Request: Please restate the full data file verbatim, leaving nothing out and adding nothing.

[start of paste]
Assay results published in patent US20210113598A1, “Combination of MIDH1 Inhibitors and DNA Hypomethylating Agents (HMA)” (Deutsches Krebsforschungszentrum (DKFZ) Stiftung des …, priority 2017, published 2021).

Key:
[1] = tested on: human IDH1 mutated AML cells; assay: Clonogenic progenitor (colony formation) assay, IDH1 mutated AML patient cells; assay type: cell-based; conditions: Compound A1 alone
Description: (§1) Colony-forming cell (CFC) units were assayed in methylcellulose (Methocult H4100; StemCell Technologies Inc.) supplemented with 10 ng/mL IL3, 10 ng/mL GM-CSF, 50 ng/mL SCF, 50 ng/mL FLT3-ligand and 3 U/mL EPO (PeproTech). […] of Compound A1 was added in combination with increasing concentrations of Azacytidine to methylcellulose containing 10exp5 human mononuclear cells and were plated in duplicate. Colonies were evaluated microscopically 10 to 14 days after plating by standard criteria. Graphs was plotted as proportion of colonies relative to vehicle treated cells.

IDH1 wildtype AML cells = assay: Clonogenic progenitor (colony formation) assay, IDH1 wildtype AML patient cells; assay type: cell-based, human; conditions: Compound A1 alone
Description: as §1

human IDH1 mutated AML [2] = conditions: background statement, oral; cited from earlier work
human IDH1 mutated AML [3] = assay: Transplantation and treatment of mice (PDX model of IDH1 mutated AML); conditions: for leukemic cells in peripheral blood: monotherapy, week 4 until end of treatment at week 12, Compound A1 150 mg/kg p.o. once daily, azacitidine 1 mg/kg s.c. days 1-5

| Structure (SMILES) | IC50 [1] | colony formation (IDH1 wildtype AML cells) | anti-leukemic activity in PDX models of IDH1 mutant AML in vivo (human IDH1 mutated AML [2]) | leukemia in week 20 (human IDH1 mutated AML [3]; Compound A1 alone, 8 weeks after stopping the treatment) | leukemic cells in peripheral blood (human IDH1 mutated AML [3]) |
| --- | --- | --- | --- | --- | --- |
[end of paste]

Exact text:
Assay results published in patent US20210113598A1, “Combination of MIDH1 Inhibitors and DNA Hypomethylating Agents (HMA)” (Deutsches Krebsforschungszentrum (DKFZ) Stiftung des …, priority 2017, published 2021).

Key:
[1] = tested on: human IDH1 mutated AML cells; assay: Clonogenic progenitor (colony formation) assay, IDH1 mutated AML patient cells; assay type: cell-based; conditions: Compound A1 alone
Description: (§1) Colony-forming cell (CFC) units were assayed in methylcellulose (Methocult H4100; StemCell Technologies Inc.) supplemented with 10 ng/mL IL3, 10 ng/mL GM-CSF, 50 ng/mL SCF, 50 ng/mL FLT3-ligand and 3 U/mL EPO (PeproTech). […] of Compound A1 was added in combination with increasing concentrations of Azacytidine to methylcellulose containing 10exp5 human mononuclear cells and were plated in duplicate. Colonies were evaluated microscopically 10 to 14 days after plating by standard criteria. Graphs was plotted as proportion of colonies relative to vehicle treated cells.

IDH1 wildtype AML cells = assay: Clonogenic progenitor (colony formation) assay, IDH1 wildtype AML patient cells; assay type: cell-based, human; conditions: Compound A1 alone
Description: as §1

human IDH1 mutated AML [2] = conditions: background statement, oral; cited from earlier work
human IDH1 mutated AML [3] = assay: Transplantation and treatment of mice (PDX model of IDH1 mutated AML); conditions: for leukemic cells in peripheral blood: monotherapy, week 4 until end of treatment at week 12, Compound A1 150 mg/kg p.o. once daily, azacitidine 1 mg/kg s.c. days 1-5

| Structure (SMILES) | IC50 [1] | colony formation (IDH1 wildtype AML cells) | anti-leukemic activity in PDX models of IDH1 mutant AML in vivo (human IDH1 mutated AML [2]) | leukemia in week 20 (human IDH1 mutated AML [3]; Compound A1 alone, 8 weeks after stopping the treatment) | leukemic cells in peripheral blood (human IDH1 mutated AML [3]) |
| --- | --- | --- | --- | --- | --- |